Jaywalking an issue at 38th and Spruce
The Division of Public Safety said irresponsible bikers are problems for safety
October 16, 2013, 8:37 pm · Updated October 17, 2013, 12:46 am·
Christina Prudencio | DP
Following Daily Pennsylvanian interviews with city planning experts and Penn administrators on the dangers of the intersection at 38th and Spruce streets, the Division of Public Safety shared their concerns on Wednesday.
DPS explained that a failure of travelers to follow road safety procedures has played a large role in the problems at the intersection.
The intersection has been involved in seven car accidents this calendar year, two since the start of the semester. At least eight people have been sent to the hospital due to vehicle-related incidents at 38th and Spruce streets in the past eight months, and at least four of them were Penn students.
DPS said that the issue of the intersection has not been ignored. There have been changes over time to improve safety at the intersection, such as the addition of the left turn arrow.
Any changes at the intersection must come from a collaboration of different Penn and Philadelphia departments, DPS explained. DPS and the Philadelphia Police work together to respond to accidents at the intersection, as it is near the border of Penn’s patrol zone.
Facilities and Real Estate Services is working with the Streets Department and the Department of Transportation on the installation of bump-outs, which the Streets Department said in May were set to be finished by the end of this year. However, FRES told the DP earlier this week that they have no updates with regards to the intersection.
Injuries at intersection
The list of this year’s accidents involved not only cars, but bicyclists and pedestrians as well.
The most recent incident -— which occurred last Thursday — was a hit-and-run that left a 22-year-old unaffiliated woman in the hospital. A spokesperson at the Accident Investigations Unit of the Philadelphia Police Department said on Wednesday night that they are still conducting the investigation to find the driver, and said they have no updates at this time.
In a video of the accident released by the PPD, the woman is seen riding her bike down the middle of Spruce street, passing a line of vehicles in traffic on her right. When she fell, she landed partly in the left lane, where she was hit by a driver in a dark sedan, which was the first car in the oncoming traffic. The woman had “severe head injuries,” according to the video.
“You’re not riding your bike when you’re on a city street,” said Maureen Rush, vice president of Public Safety, when speaking generally about trends in car crashes. “You’re driving a bike, which means you have to maintain the same rules as people in cars.”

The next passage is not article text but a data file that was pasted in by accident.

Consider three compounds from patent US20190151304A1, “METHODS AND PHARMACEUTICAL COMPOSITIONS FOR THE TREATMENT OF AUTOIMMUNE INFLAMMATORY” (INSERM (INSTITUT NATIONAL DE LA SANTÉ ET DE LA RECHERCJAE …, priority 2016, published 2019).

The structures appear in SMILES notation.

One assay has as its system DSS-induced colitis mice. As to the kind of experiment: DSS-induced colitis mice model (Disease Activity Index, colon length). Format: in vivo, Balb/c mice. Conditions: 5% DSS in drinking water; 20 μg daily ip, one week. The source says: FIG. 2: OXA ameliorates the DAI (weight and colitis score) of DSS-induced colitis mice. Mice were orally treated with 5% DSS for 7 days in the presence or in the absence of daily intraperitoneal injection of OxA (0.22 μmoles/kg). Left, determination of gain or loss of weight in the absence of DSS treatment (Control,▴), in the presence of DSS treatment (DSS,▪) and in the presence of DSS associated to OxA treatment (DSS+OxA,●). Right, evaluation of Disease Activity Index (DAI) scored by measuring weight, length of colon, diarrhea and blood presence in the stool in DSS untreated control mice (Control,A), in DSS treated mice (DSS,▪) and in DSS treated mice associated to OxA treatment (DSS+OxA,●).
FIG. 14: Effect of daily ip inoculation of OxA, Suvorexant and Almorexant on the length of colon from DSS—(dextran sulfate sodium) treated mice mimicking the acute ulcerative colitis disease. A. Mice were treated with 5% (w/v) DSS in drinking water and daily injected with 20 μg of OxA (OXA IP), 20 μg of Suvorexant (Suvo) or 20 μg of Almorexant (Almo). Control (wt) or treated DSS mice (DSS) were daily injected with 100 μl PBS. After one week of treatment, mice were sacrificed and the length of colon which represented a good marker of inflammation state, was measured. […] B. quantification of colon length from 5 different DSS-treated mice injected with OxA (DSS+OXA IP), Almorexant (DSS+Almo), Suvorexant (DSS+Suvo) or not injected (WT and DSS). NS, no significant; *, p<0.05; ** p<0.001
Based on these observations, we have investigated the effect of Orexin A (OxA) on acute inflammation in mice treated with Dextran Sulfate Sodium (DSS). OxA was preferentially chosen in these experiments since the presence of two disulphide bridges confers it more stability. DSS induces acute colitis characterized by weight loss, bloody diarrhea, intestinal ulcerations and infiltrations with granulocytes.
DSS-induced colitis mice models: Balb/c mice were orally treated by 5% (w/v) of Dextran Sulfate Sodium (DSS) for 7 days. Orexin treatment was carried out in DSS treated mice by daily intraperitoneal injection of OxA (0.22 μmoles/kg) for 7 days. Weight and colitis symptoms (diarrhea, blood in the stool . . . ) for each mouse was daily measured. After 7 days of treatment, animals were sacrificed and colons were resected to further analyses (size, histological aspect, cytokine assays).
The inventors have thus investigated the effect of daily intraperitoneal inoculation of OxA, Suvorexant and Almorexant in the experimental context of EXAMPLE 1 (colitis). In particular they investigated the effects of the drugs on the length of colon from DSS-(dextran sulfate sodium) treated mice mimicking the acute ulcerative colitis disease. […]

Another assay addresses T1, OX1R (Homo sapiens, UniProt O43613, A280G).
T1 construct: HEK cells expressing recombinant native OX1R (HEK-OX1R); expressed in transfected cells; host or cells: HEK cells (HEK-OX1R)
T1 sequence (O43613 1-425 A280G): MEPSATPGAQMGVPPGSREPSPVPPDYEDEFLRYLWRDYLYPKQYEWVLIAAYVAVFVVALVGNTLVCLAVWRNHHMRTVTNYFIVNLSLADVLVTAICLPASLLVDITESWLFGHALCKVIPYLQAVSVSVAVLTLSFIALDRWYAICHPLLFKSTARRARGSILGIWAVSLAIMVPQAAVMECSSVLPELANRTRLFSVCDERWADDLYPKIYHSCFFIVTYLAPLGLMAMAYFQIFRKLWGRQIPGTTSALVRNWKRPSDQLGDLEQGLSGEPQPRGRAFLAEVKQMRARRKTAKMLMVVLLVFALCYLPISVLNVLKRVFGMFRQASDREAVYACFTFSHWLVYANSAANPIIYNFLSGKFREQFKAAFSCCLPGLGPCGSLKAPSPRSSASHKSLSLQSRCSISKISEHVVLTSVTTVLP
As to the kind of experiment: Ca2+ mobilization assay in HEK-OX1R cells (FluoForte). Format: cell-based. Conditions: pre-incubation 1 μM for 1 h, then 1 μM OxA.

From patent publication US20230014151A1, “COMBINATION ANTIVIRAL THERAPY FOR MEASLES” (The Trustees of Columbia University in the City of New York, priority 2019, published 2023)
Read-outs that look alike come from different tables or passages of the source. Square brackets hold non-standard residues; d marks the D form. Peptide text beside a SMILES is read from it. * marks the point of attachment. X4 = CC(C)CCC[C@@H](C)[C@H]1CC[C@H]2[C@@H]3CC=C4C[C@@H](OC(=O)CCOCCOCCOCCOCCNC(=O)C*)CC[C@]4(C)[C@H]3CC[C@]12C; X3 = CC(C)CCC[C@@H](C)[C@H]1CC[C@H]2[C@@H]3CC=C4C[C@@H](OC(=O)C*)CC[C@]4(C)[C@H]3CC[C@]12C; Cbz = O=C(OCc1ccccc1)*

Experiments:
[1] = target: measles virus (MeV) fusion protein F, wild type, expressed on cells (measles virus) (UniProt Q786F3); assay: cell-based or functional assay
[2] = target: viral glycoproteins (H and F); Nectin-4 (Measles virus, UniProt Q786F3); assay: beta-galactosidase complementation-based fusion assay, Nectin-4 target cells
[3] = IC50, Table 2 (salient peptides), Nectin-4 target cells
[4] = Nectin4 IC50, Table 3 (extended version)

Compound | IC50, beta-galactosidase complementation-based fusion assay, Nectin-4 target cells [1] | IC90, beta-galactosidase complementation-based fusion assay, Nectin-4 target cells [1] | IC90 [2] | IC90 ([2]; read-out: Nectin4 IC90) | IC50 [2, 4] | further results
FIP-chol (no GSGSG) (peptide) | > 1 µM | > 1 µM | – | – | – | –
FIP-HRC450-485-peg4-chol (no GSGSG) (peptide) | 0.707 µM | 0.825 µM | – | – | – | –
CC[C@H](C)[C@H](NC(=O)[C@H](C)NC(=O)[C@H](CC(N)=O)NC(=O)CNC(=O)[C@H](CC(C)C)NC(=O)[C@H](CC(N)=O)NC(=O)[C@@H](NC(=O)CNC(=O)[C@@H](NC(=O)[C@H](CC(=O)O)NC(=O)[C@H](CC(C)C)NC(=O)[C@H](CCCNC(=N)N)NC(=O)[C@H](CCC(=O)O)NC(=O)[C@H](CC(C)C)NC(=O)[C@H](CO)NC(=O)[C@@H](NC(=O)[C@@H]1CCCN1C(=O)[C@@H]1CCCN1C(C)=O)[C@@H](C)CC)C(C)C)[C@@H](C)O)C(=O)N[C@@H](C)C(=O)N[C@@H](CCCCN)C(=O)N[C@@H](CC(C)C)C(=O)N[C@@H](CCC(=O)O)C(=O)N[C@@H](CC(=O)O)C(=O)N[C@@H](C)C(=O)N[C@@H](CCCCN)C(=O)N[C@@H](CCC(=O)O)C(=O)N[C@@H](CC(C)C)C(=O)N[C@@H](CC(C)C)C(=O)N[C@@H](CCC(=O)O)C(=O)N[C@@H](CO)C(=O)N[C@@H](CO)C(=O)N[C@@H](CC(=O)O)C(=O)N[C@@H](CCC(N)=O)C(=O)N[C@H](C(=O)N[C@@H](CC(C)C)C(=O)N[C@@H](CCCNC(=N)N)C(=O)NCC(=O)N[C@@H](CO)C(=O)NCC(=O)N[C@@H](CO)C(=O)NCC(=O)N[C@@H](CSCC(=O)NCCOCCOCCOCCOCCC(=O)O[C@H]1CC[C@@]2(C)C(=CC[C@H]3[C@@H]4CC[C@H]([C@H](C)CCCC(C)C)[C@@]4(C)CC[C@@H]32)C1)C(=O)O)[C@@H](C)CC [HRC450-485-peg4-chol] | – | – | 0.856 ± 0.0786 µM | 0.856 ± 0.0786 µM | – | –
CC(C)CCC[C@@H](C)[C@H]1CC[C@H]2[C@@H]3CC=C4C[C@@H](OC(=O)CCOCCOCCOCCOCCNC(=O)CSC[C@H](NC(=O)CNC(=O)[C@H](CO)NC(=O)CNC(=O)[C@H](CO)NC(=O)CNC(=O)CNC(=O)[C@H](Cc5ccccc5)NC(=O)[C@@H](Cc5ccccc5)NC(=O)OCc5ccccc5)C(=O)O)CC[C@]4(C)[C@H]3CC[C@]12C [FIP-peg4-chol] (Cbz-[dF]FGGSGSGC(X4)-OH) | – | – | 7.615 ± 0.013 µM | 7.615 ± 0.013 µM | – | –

“This is not an intersection to play chicken with a car,” she added, also noting that the same holds true for all roads. “This is not an intersection to ride through on your bike through a red light.”
Last year, DPS gave out bike lights to help bicyclists be seen in the dark. In the video, the victim did not appear to have any bike lights or signaling devices for vehicles to recognize her.
As for the other incidents this year, two of them involved hitting pedestrians who were crossing the street.
The second incident this year was a two-vehicle accident that injured three Penn students who were crossing the intersection at night. The three students were taken to the hospital for examination and treatment and none suffered life-threatening injuries. A witness at the time said the car was driving southbound on 38th Street when it hit the three students.
The fifth incident occurred when a girl was hit while walking with a large group across 38th Street towards Wawa as a car attempted to turn right at the intersection. The car was attempting to avoid waiting for the students to finish crossing the street.
Regarding pedestrian safety, DPS stressed the importance of using crosswalks. “There are still times when pedestrians, in spite of the police presence to keep them safe, decide to jaywalk,” Rush said. “No matter what we do, if people violate traffic signals, they will still present dangers to themselves.”
Rush also explained the need to take into account different road cultures. In California, she said, cars stop at the intersection as soon as a pedestrian steps foot on a walkway. Philadelphia, however, “does not have a good track record with pedestrian safety,” she said. “You can’t assume it’s California.”
Staff writer Claire Cohen contributed reporting.